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Nellwyn Stellens said on 21 February 2011

My main symptom was constant nausea that got worse when eating and worse still when opening bowels. I didn't start to lose weight or pass blood or anything until it was almost too late.

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muppetmagic said on 08 February 2011

i was admitted to hospital on 13 june 2010 wih constipation the doctors could feel that i had a massive blockage in my bowels so they did ct scan. by fluke they found 2 massive tumors in my liver on doing another ct scan they found speckles all over my lungs i was told these were not primary and the doctors thought that it was in my bowels. on 2nd july i was rushed in for emergency surgery before my bowels burst and killed me. they gave me a colostomy. if that was my only problem i would be over the moon. since then i have had 8 cycles of chemotherapy my prognosis is still terminal.i have also since found that i have a massive tumour wich comes out into my pelvic cavitiy.
it really annoys me that i have been dealt this hand in life because i am now only 37years old i have five children ranging from 20 down to 6years old.and a grandaughter. i worked am a nonsmoker, dont drink or smoke or eat processed food to have found out all this by accident. generally i had a really happy healthy life. i was told last week that the cancer is no longer shrinking and that i should live the life that ihave left. this is heart breaking to my husband and babies.

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homsey said on 25 November 2010

I had early stage bowel cancer, one tumour in lower left hand side, was told i would be in hospital for upto 10 days, infact was in 33 days with a spell in intensive care, was also told at the time that it was a straight forward op and would be reversed in 6 months however have been told now that it cannot be reversed and i am stuck with a stoma on my right side and one on my left side, to say i am dissapointed is an understatement.....regards h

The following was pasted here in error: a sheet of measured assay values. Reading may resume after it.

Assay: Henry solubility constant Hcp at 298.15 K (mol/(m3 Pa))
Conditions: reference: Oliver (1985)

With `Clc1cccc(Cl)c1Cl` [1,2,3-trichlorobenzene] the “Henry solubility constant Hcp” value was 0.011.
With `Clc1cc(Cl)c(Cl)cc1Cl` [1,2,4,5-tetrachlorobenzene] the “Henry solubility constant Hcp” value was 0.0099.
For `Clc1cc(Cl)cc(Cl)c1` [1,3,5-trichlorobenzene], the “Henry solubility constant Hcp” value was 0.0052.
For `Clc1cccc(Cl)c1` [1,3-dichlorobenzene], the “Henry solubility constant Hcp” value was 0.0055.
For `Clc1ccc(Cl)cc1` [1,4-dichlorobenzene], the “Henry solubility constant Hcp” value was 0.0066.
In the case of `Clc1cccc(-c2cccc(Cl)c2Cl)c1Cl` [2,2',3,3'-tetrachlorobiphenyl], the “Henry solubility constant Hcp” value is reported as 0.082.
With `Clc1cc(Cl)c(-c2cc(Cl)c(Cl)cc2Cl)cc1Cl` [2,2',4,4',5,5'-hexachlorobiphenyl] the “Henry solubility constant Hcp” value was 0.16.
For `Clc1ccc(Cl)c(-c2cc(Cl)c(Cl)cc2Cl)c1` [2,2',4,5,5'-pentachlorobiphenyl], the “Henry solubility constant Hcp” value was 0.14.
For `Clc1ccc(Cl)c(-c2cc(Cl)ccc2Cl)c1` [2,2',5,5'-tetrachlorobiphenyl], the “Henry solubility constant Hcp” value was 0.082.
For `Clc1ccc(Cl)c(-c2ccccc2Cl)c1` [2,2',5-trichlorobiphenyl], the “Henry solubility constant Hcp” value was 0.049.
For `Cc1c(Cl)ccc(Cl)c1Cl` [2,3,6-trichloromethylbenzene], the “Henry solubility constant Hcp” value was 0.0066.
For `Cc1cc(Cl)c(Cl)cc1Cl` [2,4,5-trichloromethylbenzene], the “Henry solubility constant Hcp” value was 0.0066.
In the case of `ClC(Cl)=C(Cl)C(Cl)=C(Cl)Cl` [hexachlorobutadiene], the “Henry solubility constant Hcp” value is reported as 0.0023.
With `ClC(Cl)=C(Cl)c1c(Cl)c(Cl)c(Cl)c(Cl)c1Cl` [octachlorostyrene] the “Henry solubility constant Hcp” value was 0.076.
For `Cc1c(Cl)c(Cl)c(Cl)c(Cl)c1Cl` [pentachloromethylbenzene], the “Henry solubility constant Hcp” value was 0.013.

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Hamcatsmammy said on 03 November 2010

I had no idea i had bowel cancer, i was 51 worked full time, fit & active, my family health history came up in conversation during a consultation for my daughter! lucky for me the consultant insisted i should have screening has my father & grandfather both had bowel cancer. I reluctantly had a colonoscope only to discover i had polyps that had turned cancerous. 2 weeks later after scans, blood test etc, i had surgery. I was so relieved to find it was caught early so no chemo, or rad, treatment was needed but best of all no stoma. So if you have any close family history of bowel cancer please get checked. I later found out that my cancer is genetic so all my family are now aware and are being tested to see if they carry the gene.

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sujabi said on 13 July 2010

I had been experiencing irregular bowel movements (I am 82) and had been to two doctors (I live in Jersey and UK). I said that the discharges had been frequent and mucus. No pain at all presented. Stools were taken in both case. I doubted the findings and browsed nhsdierct symptoms for bowel cancer. They were so relevant I requested colonoscpy. The results found a cancer (Dukes B) in the lower bowel which was excised - a reversal of my ileostomy is due shortly. On enquiring how long I must have had this tumour I was told - about 7 years! I feel somewhat aggrieved that we are told so much about prostate, strokes, smoking, drinking etc but nothing, until recently, about bowel cancer - the third most dangerous form. Had I had an examination ten years ago I might only have had some polyps to excise.

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Helen M W said on 02 April 2010

My husband & I have both undergone the NHS screening for bowel cancer and were found to be "clear".
Two weeks ago my husband (aged underwent emergency surgery for a "blockage" when 2 tumours were discovered, one where the small intestine joins the colon and one in the colon. Faecal screening does not detect everything it seems.
Be very aware of any stomach pain, bloating, burping & difficulty in eating. His tumours were found in the nick of time after he vomited bile violently after having the sympoms above.
Take unexplained stomach ache which comes & goes very seriously.